For the foregoing reasons either a multipurpose air gap is needed which can be quickly and easily installed to vent both the dishwasher and the RO system, or an air gap retrofit kit is need to modify the existing air gap so that it vents more than one source of waste water.

My U.S. Pat. No. 5,713,385 (Air Gap Body For Reverse Osmosis System), issued Feb. 3, 1998, is illustrative of one means of meeting this need. The present invention is an improvement over the systems of the prior art, including that disclosed in the '385 patent.

According to the present invention, the RO drain conduit or tube is connected to the existing dishwasher air gap in a manner such that the RO drain flow is also routed through the air gap body without having to dismount it, or disturb the existing plumbing connections, or make any changes visible from above the sink or counter top. As will be seen, the modified air gap also gives the homeowner a choice between using the existing decorative cap on the air gap body or substituting a new one.

Another important feature of the present invention is that a dual purpose air gap can be installed in a new home just as easily and as inexpensively as existing air gaps, or a retrofit kit can be employed in older homes to convert its old style single purpose air gap to a dual purpose air gap.

The present air gap body is particularly adapted for rapid and easy connection to existing RO drain tubing by utilizing well known “push-on” connectors or couplers to couple the tubing to either of the popular ⅜ or inch outer diameter polyethylene drain tubing.

SUMMARY OF THE INVENTION

Thus, in accordance with the present invention, an existing dishwasher air gap body can be modified or retrofitted to simultaneously vent multiple waste water sources, such as a dishwasher and an RO system, or a new air gap body can be installed to perform these functions without further modification.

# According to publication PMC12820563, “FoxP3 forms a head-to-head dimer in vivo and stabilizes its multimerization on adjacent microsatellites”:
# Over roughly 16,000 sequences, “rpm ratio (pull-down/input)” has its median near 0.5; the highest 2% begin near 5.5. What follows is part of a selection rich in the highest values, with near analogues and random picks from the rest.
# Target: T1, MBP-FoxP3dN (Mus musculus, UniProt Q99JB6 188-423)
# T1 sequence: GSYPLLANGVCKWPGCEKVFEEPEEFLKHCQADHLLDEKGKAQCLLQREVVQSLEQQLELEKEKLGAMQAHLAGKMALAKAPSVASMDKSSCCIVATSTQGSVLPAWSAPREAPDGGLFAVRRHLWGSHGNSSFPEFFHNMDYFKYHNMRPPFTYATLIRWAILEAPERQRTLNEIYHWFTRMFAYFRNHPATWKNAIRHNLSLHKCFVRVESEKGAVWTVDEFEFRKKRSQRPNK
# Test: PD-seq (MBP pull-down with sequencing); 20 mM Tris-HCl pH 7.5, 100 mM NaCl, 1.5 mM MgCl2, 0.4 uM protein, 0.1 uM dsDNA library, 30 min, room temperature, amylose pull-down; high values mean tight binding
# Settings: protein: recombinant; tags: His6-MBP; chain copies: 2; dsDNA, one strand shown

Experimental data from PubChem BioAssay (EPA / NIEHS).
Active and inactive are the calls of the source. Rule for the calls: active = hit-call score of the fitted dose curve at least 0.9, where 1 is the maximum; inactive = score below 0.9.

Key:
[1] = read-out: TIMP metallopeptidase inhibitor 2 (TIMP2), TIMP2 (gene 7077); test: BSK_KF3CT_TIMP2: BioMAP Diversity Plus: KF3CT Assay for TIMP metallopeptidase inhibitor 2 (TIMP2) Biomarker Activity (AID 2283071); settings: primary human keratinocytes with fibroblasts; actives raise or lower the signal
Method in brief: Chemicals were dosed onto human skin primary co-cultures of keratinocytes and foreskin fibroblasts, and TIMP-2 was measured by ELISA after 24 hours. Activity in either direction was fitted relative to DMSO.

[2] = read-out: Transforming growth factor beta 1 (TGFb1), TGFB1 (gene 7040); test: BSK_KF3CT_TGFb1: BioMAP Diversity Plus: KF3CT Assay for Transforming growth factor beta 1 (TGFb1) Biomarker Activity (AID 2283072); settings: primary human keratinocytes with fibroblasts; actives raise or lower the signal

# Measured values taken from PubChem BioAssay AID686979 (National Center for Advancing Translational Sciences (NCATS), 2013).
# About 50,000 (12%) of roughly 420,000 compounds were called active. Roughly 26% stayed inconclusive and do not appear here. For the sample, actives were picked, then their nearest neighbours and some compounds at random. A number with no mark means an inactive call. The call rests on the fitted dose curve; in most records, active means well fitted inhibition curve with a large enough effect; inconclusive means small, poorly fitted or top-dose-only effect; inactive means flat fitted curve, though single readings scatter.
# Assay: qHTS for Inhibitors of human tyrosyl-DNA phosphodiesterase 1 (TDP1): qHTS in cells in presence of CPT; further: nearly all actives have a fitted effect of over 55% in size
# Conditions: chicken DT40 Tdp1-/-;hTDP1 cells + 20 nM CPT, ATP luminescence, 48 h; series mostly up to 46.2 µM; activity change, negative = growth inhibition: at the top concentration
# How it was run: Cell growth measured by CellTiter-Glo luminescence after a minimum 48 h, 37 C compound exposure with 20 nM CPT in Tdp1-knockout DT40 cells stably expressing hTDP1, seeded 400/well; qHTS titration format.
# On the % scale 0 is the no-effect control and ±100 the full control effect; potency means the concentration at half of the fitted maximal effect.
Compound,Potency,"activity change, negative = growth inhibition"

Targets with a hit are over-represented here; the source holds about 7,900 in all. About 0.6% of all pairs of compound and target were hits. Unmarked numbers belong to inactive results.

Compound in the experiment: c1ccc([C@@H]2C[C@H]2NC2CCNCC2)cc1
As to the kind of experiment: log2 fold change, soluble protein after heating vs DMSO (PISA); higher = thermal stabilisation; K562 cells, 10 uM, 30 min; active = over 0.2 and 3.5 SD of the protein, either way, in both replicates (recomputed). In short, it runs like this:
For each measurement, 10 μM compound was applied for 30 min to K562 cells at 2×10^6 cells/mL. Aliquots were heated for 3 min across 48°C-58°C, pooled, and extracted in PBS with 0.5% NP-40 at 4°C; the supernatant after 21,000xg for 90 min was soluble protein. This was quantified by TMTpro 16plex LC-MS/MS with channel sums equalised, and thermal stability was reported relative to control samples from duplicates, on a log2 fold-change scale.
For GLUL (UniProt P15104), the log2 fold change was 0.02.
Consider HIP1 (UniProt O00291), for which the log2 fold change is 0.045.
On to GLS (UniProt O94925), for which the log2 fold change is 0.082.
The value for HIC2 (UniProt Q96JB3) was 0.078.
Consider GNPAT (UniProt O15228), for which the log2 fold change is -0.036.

The air gap housing or body used comprises a molded, relatively hard plastic housing having an elongated and cylindrical central housing. An upper housing is threaded onto the upper end of the central housing and mounts a cap portion operative to downwardly direct the upwardly flowing waste water coming into the air gap body.

The air gap body also includes a bifurcated lower housing having a smaller diameter inlet conduit or port for receiving the dishwasher waste water, and a larger diameter outlet conduit or port for discharging the waste water to a household garbage disposer, if one is installed, or directly to the sink drain piping if there is no disposer. The foregoing structure is generally known in the prior art.

The upper housing of the air gap body includes external male threads having an approximate outside diameter of 1 inches, which is at least ⅛ inch smaller than the typical 1 ⅜ inch diameter mounting hole provided to receive the air gap body. This space or clearance is enough to enable an RO drain tube having an outside diameter of about ⅛ inch to pass upwardly into venting spaces in the air gap body for venting to atmosphere.